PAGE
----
State of Tennessee v. Jordan Thomas Peters (Concurring)

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Court Description: Authoring Judge: Judge Camille R. McMullen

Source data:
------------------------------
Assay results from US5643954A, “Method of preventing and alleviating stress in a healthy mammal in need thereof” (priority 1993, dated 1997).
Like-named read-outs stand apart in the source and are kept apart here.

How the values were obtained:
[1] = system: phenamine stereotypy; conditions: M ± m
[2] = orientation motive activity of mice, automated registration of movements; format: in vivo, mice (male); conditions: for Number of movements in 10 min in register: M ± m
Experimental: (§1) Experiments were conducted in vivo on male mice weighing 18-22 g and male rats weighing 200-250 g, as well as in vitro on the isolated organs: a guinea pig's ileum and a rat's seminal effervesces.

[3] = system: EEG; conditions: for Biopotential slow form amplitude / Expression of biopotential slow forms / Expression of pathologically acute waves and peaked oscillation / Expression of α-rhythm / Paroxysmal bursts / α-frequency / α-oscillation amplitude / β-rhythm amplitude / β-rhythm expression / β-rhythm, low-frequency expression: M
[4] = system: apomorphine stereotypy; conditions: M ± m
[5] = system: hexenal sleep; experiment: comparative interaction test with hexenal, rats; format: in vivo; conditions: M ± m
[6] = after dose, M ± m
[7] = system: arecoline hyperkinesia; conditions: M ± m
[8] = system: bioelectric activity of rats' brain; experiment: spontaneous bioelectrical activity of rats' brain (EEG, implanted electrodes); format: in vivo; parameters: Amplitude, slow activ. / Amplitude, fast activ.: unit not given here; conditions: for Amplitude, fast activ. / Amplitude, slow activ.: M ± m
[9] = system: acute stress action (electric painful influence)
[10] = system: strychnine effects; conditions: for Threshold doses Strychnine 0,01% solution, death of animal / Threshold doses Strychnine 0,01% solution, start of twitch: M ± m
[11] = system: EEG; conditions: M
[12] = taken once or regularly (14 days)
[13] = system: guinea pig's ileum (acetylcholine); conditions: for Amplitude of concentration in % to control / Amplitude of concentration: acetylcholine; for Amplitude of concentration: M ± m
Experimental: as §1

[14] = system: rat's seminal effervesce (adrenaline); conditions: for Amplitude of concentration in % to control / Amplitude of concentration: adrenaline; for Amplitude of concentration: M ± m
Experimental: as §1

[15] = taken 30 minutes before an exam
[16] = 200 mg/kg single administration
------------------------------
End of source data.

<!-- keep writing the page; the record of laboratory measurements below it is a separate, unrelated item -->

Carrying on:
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IN THE COURT OF CRIMINAL APPEALS OF TENNESSEE AT KNOXVILLE August 19, 2015 Session STATE OF TENNESSEE v. JORDAN THOMAS PETERS Appeal from the Criminal Court for Sullivan County No. S58069 Robert H. Montgomery, Jr., Judge No. E2014-02322-CCA-R3-CD – Filed November 5, 2015 CAMILLE R. MCMULLEN, J., concurring in result only. Given the clear and apparently controlling case law concerning convictions enhanced pursuant to the Drug Free School Zone Act (the Act), I must reluctantly concur. However, I write separately to set forth my ever increasing concern regarding enhancement of convictions under the Act.1 A person convicted of a drug related offense that occurs “on the grounds or facilities of any school or within one thousand feet (1,000 ) of the real property that comprises a public or private elementary school, middle school, secondary school, preschool, child care agency, or public library, recreational center or park shall be punished one (1) classification higher than is provided . . . for such violation.” T.C.A. §§ 39-17-417, -432 (2010). Here, the Defendant was convicted of delivery of psilocin and delivery of psilocin within 1000 feet of an elementary school. Delivery of psilocin, a Schedule I controlled substance, is a Class B felony with a sentence range of eight to fifteen years. Delivery of psilocin within 1000 feet of an elementary school elevated the Defendant s potential punishment from a Class B felony to a Class A felony with a sentence range of fifteen to twenty-five years. Defendants sentenced under the Act to the minimum term in their sentencing range, as in this case, “will serve literally 100% of 1 The Sentencing Project has noted that drug-free zone laws, originating as far back as 1970, are among the most long-standing sentencing policies in America s war on drugs. The report evaluated the effectiveness of state laws over time and found widespread problems. Consequently, at least seven states, including Connecticut, Delaware, Indiana, Kentucky, Massachusetts, New Jersey, and South Carolina reformed their drug-free zone laws. Nicole D. Porter & Tyler Clemons, Drug-Free Zone Laws: An Overview of State Policies, The Sentencing Project (Dec. 2013), available at http://sentencingproject.org/ doc/publications/sen_Drug-FreeZoneLaws.pdf; see also Jordan T. Smith, Equal Protection Under the Law? Examining Tennessee s Drug Free School Zone Act (May 2012) (unpublished honors thesis project, University of Tennessee) (on file with the University of Tennessee), available at http://trace.tenne ssee.edu/utk_chanhonoproj/1537. their sentences,” without the benefit of parole or sentence reduction credits. See Davis v. State, 313 S.W.3d 751, 763 (Tenn. 2010); State v. Smith, 48 S.W.3d 159, 173 (Tenn. Crim. App. 2000) (holding that the Drug-Free School Zone Act necessarily “precludes sentence reduction credits, parole, or early release due to overcrowding”). Finally, while the Act was created by the legislature as a sentence enhancement, it is framed as a separate crime because the facts supporting the enhancement must be presented in the indictment and to the jury at trial to determine if the proof supports the enhancement beyond a reasonable doubt. It is also important to point out that this court has repeatedly rejected the following challenges to the Act, see State v. Jenkins, 15 S.W.3d 914, 918 (Tenn. Crim. App. 1999) (holding the Act was not “unconstitutionally vague” and rejecting argument that the Act did not apply beyond regular school hours); Smith, 48 S.W.3d at 165, 171-73 (holding that the Act was not unconstitutionally vague and that sixty-year sentence was not cruel and unusual punishment); State v. Lockhart, No. M2013-01275-CCA-R3-CD, 2015 WL 5244672, at *42 (Tenn. Crim. App. Sept. 8, 2015) (rejecting argument that “simply traveling through a school zone is not enough to apply the provisions of the Act”); State v. Jordan Peters, No. E2012-02135-CCA-R3CD, 2014 WL 50795, at *8 (Tenn. Crim. App. Jan. 7, 2014); State v. James Alfred Reed, Jr., No. E2010-01138-CCA-R3-CD, 2011 WL 2766766, at *6 (Tenn. Crim. App. July 18, 2011) (rejecting argument that the Act did not apply when offense occurred at night and during the summer when school was not in session). In this case, the Defendant was twenty years old at the time of the offense and had no previous criminal history. He received a mandatory minimum sentence of fifteen years to be served at 100%. This sentence was required under the Act because the Defendant sold a handful of psilocybin mushrooms2 to his friend, a paid informant, at a gas station located within 1000 feet of an elementary school.3 As I understand his 2 Psilocybin is a naturally occurring psychedelic compound produced by more than 200 species of mushrooms, collectively known as psilocybin mushrooms. See Drug Enforcement Admin., U.S. Dep t of Justice, Drugs of Abuse: Hallucinogens 70 (2015 ed.), available at http://www.dea.gov/pr/multimedialibrary/publications/drug_of_abuse.pdf; see also Psilocybin mushrooms, Wikipedia.com, https://en. wikipedia.org/wiki/Psilocybin (last visited Oct. 29, 2015). While the street prices fluctuate, psilocybin mushrooms generally cost $20 for 1/8 ounce and $100 and $200 for an ounce. See Psilocybin/Psilocyn, Ctr. for Substance Abuse Research, http://www.cesar.umd.edu/cesar/drugs/psilocybin.asp (last visited Oct. 30, 2015). In the first transaction, the Defendant sold a single-use amount of mushrooms to the informant in exchange for $40. The amount sold in the second transaction was the equivalent of two doses, one for the informant and one for her husband. 3 The Defendant was indicted for the sale or delivery of psilocin, a class B felony (counts one and two) and the sale or delivery of psilocin within 1000 feet of a school zone (counts three and four). Counts one and three were dismissed. For counts two and four, he received concurrent terms of eight and fifteen years incarceration respectively. -2- argument, the Defendant does not deny that he sold the mushrooms to his friend or that he did so on his own volition. Rather, he contends that he was lured to the location of the sale by the informant for purposes of triggering the increased penalties under the Act. Citing federal authority, but without much further elaboration, the Defendant invites this Court to adopt some form of sentencing entrapment or sentence manipulation: Drug-free school zones can be accomplished by sustained enforcement in and around schools and by heightened sentencing for sales that take place at schools as a matter of prosecutorial policy. However, enforcement operations that lure traffickers to make cocaine into “crack” to deliver into school zones to create longer sentencing have been properly characterized by judges as “sentencing entrapment” and “sentencing manipulation” and are unjust and dishonest. See United States v. Jones, 18 F.3d 1145, 1153 (4th Cir. 1994) (“[S]entencing manipulation [is] outrageous government conduct that offends due process.”); United States v. Barth, 990 F.2d 422, 424 (8th Cir. 1993) (“[S]entencing entrapment [is] outrageous conduct which overcomes the will of an individual predisposed only to dealing in small quantities for the purpose of increasing the amount of drugs and the resulting sentencing of the entrapped defendant.”). Eric E. Sterling, The Sentencing Boomerang: Drug Prohibition Politics and Reform, 40 Vill. L. Rev. 383, 427 n.167 (1995). The concept of “luring” as described in the above cases generally refers to the practice of law enforcement or their agent/informants increasing the amount of drugs to meet a certain sentencing threshold as well as establishing the location of the transaction in a drug free zone. The federal circuit courts vary in their definition of, and requirements for bringing successful claims of sentencing entrapment or manipulation. See Jessica A. Roth, The Anomaly of Entrapment, 91 Wash. U. L. Rev. 979, 1034 (2014); Eda Katherine Tinto, Undercover Policing, Overstated Culpability, 34 Cardozo L. Rev. 1401 (2013) (thoroughly discussing concepts, cases, and impact of sentencing entrapment and manipulation). Basically, if it was shown at sentencing that law enforcement engaged in “outrageous conduct,” then the trial judge had the authority to reduce the sentence. Unlike its federal counterpart, however, a trial court imposing sentence under the Act has no discretion to reduce the sentence below the mandatory minimum. The states that have adopted some form of sentencing entrapment have incorporated it into their drug free zone laws as an affirmative defense. See Bell v. State, 881 N.E.2d 1080, 1087 (Ind. Ct. App. 2008) (reducing class A felony drug conviction to class B felony drug conviction because defendant established he was in drug free zone only at the request or suggestion of an agent of a law enforcement officer). -3- Because it is a “strict liability” enhancement, I believe that a defendant is entitled to prove at trial that he was lured into the drug free school zone by law enforcement or their agent/informant. In other words, so long as it is supported by the proof, a defendant should be entitled to raise the defense of luring when facing a charge under the Act. Additionally, because the hybrid offense/enhancement is required to be presented to the jury, I believe that a jury is entitled to a specific instruction, separate and apart from entrapment, regarding the defense of luring. See e.g., United States v. Cortes, 757 F.3d 850, 861 (9th Cir. 2014) (holding that drug types and quantities triggering higher statutory maximum sentences . . . are jury questions under Apprendi v. New Jersey . . . therefore [it] stands to reason that any defenses to those drug types and quantities must be submitted to the jury as well, when the proffered defense has the potential to change the statutory maximum or minimum sentences). I simply do not believe that the Tennessee legislature intended the scope of the Act to include drugs brought into the protected school zone by law enforcement s own design. This concept of luring, which commonly takes the form of an undercover sting operation, is inconsistent with the legislative intent of the Act and defeats the overall purpose of “creat[ing] a drug-free school zone to reduce the occurrence of illegal drug activity in and around school facilities in order to enhance the learning environment.” Smith, 48 S.W.3d at 168. Aside from the issues identified in the majority opinion, the problem in this case, as intimated by the trial court, is that the proof did not demonstrate that the Defendant was in fact lured to the gas station within the drug free zone. The informant testified that the Defendant selected the location. The Defendant testified that he told the informant that “[h]e had to run home and get [the mushrooms], and she said, „That s fine. And [the Defendant] also told her [he] had to get gas. And she says, „Well, I m up here at the BP[.] ” There was also testimony that the informant lived “point three miles” from the gas station. This proof neither raises the defense of luring nor supports an inference of the same. For these reasons, I reluctantly concur in results only. _________________________________ CAMILLE R. McMULLEN, JUDGE -4-